This is a guest post from Slate senior editor Daniel Engber .
There's a study out today from the New England Journal of Medicine with a conclusion that may not come as a shock: Being overweight, the authors say, can kill you. " Body-Mass Index and Mortality among 1.46 Million White Adults " pools the results from 19 studies and corrects the data for smoking status and preexisting disease. Among Caucasian women, being overweight-which means having a BMI between 25 and 29.9-corresponds to a 13-percent increase in risk of early death. (The numbers were similar, but lower, for men.)
Before you start writing your will, let's give the numbers a closer look. The new study looked at a huge number of people, but it wasn't exactly representative of the U.S. population. Consider that just 13 percent of the participants were smokers, compared with the national rate of 21 percent . Forty-six percent were college-educated, versus 25 or 30 percent of everyone else. And, of course, 100 percent of the sample was white-as opposed to 66 percent across the country.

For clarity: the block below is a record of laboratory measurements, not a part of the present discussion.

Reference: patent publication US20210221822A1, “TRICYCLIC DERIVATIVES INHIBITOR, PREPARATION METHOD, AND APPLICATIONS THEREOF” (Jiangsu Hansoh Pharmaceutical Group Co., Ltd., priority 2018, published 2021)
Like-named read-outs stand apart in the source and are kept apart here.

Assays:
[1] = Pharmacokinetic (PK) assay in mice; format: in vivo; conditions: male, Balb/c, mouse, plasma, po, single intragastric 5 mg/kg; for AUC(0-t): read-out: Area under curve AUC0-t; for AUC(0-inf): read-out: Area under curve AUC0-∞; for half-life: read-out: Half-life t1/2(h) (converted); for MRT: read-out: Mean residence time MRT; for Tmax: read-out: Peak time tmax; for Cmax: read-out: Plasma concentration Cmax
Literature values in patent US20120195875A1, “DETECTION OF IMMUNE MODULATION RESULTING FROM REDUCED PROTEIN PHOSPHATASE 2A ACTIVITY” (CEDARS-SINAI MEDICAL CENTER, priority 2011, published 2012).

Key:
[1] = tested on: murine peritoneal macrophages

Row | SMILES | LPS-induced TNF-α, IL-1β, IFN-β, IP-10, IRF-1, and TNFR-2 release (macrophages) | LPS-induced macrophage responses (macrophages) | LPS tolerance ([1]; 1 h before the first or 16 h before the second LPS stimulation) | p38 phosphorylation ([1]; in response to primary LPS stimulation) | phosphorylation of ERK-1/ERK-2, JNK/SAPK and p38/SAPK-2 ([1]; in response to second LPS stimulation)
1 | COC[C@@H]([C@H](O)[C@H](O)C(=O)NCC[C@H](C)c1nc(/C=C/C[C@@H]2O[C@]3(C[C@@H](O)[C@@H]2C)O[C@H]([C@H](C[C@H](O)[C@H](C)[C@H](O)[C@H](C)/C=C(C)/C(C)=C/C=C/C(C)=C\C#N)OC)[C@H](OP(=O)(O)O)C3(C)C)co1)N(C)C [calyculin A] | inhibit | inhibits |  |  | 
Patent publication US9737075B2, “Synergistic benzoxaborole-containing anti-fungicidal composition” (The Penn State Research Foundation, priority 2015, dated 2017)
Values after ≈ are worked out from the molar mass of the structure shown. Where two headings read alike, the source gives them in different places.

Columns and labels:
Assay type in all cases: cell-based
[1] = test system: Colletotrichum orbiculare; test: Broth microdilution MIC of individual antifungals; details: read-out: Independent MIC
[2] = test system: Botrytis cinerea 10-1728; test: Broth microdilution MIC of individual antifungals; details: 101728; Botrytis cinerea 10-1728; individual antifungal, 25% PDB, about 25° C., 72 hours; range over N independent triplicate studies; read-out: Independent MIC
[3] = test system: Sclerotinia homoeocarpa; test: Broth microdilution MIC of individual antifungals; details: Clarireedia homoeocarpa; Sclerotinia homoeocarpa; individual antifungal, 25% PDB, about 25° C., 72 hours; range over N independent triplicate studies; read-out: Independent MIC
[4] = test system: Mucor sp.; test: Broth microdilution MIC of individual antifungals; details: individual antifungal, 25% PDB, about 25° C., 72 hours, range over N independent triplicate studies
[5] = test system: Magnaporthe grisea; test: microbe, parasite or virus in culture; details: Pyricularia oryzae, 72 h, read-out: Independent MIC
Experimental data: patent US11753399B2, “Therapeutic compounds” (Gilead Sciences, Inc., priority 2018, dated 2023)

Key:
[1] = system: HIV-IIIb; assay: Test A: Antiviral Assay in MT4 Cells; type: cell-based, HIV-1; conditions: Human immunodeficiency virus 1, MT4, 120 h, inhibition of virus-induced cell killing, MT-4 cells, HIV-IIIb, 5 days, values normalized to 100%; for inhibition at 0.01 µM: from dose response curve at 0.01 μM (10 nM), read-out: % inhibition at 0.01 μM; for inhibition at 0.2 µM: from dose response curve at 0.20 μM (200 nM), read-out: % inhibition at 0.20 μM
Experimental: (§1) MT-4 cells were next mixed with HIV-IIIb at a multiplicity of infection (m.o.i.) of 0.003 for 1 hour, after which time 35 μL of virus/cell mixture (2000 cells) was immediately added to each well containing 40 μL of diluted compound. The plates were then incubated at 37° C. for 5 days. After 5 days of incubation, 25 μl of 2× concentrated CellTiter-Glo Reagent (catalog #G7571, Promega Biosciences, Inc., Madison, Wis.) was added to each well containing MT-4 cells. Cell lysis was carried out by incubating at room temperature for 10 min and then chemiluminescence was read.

Does that make a difference? We know that the health effects of obesity are unequally distributed across ethnic and gender groups. A 2006 study by Peter Muennig found that white women-the people highlighted in the new paper-are precisely the ones most susceptible to weight-associated disease. According to Muennig, a young black woman who's 5 feet 5 inches won't develop any weight-related risk of early death until she reaches 225 lbs. Meanwhile, a white woman of the same height and age group would hit the same threshold at 170 lbs.
The NEJM study raises other questions, too. It doesn't tell us, for example, whether the 13-percent increase in risk is a direct result of being overweight-i.e. whether it's the pot belly itself that's killing you, or some other factor that happens to cause both overweight and early death. There are some obvious suspects for this mystery factor: A poor diet and lack of exercise, for example, can make you overweight, while also putting you at greater risk for heart disease, stroke and diabetes. (The new study did make a crude control for levels of physical activity.) If that's what drives the data, then our health policy shouldn't focus on making people thin , so much as making them eat right and go to the gym .
Photograph of a slightly overweight belly by Wikimedia Commons.
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